The display is shown schematically in . In each eye’s view, a mirror and two plate beam splitters are used to create a light field that is the sum of aligned images drawn at three image planes. We produce the binocular visual field using a periscope assembly. This creates a volumetric stereoscopic display because the light comes from sources at different distances. One way in which our display differs from other volumetric approaches is that we fix the eyes’ positions. By knowing the observer’s position, we can calculate each eye’s view and display the correct disparities and preserve viewpoint-specific lighting effects like occlusion, specularity, and reflection. The display can present disparities and scene geometry at high resolution. It presents focus cues with relatively low resolution in depth because sensitivity to focus cues is far poorer than for spatial position (Campbell, 1957
; Rolland, Krueger, & Goon, 1999
). shows how we create three focal distances for each of the eyes by dividing the screen into six viewports.
Under typical viewing situations, depth of focus is ±0.25 to ±0.3 D (Campbell, 1957
; Charman & Whitefoot, 1977
), which corresponds to a range of 0.5–0.6 D around fixation. In our display, the image planes are placed slightly farther apart at 1.87 (far plane), 2.54 (mid plane), and 3.21 D (near plane), separations of 0.67 D (). The image–plane spacing is therefore just slightly greater than a standard observer’s depth of focus. The monitor, an IBM T221 liquid-crystal display (LCD), has a maximum resolution of 3840 × 2400. At that resolution, pixels subtend 1.38, 1.09, and 0.80 arcmin at the near, mid, and far image planes, which for a standard observer is near the acuity limit. We drive the display with an Nvidia Quadro 4 900XGL graphics card. When the display was driven at the maximum resolution, the card could only support a 12-Hz refresh rate. Because of the sample-and-hold manner in which pixels are illuminated in LCDs, the images did not appear to flicker. For time-sensitive experiments, we ran the display at half resolution, 1920 × 1200, to boost the refresh rate to 41 Hz.
Because the light rays approaching the eyes come from different distances, alignment of the eyes with the viewports is critical. We achieve this by first using a sighting device (Hillis & Banks, 2001
) to adjust the bite bar (and therefore the observer’s eyes) relative to the apparatus so that we can place the eyes in the appropriate position. Once the observer is in position, the separation between the viewing apertures is set equal to the observer’s inter-ocular distance; we also set software parameters to the inter-ocular distance. We then fine-tune the alignment in software using a between-image–plane vernier alignment technique (Akeley et al., 2004
). The alignment is accurate to within seconds of arc and ensures that light from the appropriate pixels on different image planes sums along lines of sight.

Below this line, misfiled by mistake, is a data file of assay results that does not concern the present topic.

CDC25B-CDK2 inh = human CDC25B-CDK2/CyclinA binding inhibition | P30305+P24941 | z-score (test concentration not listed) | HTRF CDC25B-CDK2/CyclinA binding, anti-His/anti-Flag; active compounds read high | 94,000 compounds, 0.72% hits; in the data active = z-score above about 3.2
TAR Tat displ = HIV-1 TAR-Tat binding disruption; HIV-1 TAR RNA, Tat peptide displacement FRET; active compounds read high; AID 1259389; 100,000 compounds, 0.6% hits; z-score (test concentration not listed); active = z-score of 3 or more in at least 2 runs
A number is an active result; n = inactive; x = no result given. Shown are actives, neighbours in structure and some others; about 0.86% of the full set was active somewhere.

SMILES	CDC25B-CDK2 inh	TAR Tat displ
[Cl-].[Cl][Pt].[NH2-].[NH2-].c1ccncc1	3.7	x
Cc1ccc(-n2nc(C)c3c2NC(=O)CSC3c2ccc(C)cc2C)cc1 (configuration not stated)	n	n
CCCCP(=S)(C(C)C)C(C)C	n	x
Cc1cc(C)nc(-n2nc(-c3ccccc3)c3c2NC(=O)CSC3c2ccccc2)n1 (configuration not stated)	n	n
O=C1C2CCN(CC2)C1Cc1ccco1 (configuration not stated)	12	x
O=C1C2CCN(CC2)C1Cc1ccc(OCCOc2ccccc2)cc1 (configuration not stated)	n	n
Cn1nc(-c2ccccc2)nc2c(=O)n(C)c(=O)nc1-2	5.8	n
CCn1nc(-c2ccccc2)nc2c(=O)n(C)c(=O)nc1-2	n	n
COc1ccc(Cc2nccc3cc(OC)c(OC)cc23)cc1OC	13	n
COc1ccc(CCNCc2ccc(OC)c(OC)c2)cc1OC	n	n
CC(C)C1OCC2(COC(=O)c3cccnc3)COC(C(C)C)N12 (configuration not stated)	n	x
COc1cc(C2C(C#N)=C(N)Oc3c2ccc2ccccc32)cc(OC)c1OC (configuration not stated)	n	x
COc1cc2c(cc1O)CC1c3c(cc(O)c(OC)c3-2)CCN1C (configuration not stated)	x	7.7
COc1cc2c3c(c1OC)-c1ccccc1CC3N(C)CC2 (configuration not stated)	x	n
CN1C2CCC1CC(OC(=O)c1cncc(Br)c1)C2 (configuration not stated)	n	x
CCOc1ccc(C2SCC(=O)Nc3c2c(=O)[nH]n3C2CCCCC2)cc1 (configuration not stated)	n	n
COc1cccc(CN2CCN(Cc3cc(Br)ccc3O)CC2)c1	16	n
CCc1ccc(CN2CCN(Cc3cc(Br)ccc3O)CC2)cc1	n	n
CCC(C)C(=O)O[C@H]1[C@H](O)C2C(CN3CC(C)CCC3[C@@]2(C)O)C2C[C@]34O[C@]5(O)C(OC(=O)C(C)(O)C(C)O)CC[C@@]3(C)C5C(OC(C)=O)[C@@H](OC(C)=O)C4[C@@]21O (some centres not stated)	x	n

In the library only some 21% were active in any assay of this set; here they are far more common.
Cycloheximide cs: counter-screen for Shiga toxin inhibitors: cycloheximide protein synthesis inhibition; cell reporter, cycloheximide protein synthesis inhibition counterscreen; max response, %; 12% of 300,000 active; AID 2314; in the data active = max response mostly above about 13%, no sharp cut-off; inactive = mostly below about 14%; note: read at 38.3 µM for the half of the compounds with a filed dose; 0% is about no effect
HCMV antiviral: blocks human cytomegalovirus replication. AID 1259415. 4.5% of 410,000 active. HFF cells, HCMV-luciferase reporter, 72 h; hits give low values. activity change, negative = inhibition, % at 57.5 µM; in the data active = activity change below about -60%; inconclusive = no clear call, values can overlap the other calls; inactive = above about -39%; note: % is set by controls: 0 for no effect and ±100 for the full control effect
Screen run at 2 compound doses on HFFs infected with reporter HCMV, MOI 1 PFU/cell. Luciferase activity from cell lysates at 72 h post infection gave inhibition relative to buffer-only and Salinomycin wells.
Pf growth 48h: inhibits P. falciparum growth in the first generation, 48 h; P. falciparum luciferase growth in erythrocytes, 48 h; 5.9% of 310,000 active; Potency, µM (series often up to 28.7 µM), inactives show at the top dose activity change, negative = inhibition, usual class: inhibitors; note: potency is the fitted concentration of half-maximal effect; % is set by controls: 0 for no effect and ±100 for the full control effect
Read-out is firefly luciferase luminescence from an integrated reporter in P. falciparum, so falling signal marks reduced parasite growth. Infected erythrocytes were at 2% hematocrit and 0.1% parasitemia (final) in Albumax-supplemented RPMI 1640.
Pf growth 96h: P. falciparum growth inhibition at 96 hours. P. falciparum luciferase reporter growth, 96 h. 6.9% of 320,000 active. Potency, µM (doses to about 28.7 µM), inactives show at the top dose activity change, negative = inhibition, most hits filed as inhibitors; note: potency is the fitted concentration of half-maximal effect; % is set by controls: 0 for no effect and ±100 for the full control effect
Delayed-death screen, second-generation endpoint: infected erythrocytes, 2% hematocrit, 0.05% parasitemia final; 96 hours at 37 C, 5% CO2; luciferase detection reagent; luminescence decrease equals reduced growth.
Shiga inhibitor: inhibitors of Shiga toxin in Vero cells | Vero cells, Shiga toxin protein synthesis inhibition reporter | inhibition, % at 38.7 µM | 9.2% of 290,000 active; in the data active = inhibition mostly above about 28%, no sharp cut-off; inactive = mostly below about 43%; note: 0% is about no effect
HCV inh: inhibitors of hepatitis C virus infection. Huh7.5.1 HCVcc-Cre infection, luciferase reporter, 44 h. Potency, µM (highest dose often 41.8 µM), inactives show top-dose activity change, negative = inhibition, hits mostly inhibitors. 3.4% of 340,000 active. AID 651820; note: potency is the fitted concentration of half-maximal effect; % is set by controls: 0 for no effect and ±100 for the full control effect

No need to track accommodation
With this display, we can simulate the effects of differential focus without tracking the observer’s accommodation. To see this, consider a simple situation: We want to portray a small object at the distance of the far plane (53.6 cm) and another small object at the distance of the near plane (31.1 cm). For real objects positioned at those distances, accommodation to 53.6 cm would make the far object in focus and the near one out of focus. With accommodation to the near object, the reverse occurs. Exactly the same applies for our display because the light comes from different distances. The situation is more complicated for simulated object positions in between the planes. We discuss this in the next section.
To create the retinal images that best approximate images formed in real-world viewing, we render objects as unblurred on the image planes and let the observer’s optics create the appropriate blur.
For all but the very unlikely case that the depth of a point in the scene coincides exactly with the depth of one of the image planes, a rule is required to assign image intensities to image planes. The simplest rule is the box filter (, left): each point in the scene is drawn at the image plane to which it is closest. However, this approach produces blur discontinuities. For example, consider the situation in in which a line extends from a near image plane to a farther one. For a given accommodative state, the retinal-image blur of the line will have one value for parts that are drawn on one plane and another value for parts that are drawn on the second plane. This produces a visible discontinuity in the retinal image of the line. To minimize this problem, we use a tent filter (, right). With this rule, the image intensity at each image plane is weighted according to the dioptric distance of the point from that plane, determined along a line of sight. This approach, which we call depth-weighted blending, eliminates the discontinuity. This blending technique is a significant technical development that can be applied to any multi-plane display.
Figure 4 Pixel lighting with box and tent depth filters. The horizontal lines represent two image planes, the thick blue diagonal line the surface we wish to draw, and the thick blue horizontal lines the pixel intensities on the image planes; dark blue represents (more ...)
Analysis of retinal-image formation
The retinal images formed by viewing real-world stimuli, stimuli on conventional 3D displays, and stimuli in our multi-plane display can differ substantially. In this next section, we explore how the retinal images differ across these three types of viewing situations to better understand the costs and benefits of different kinds of displays.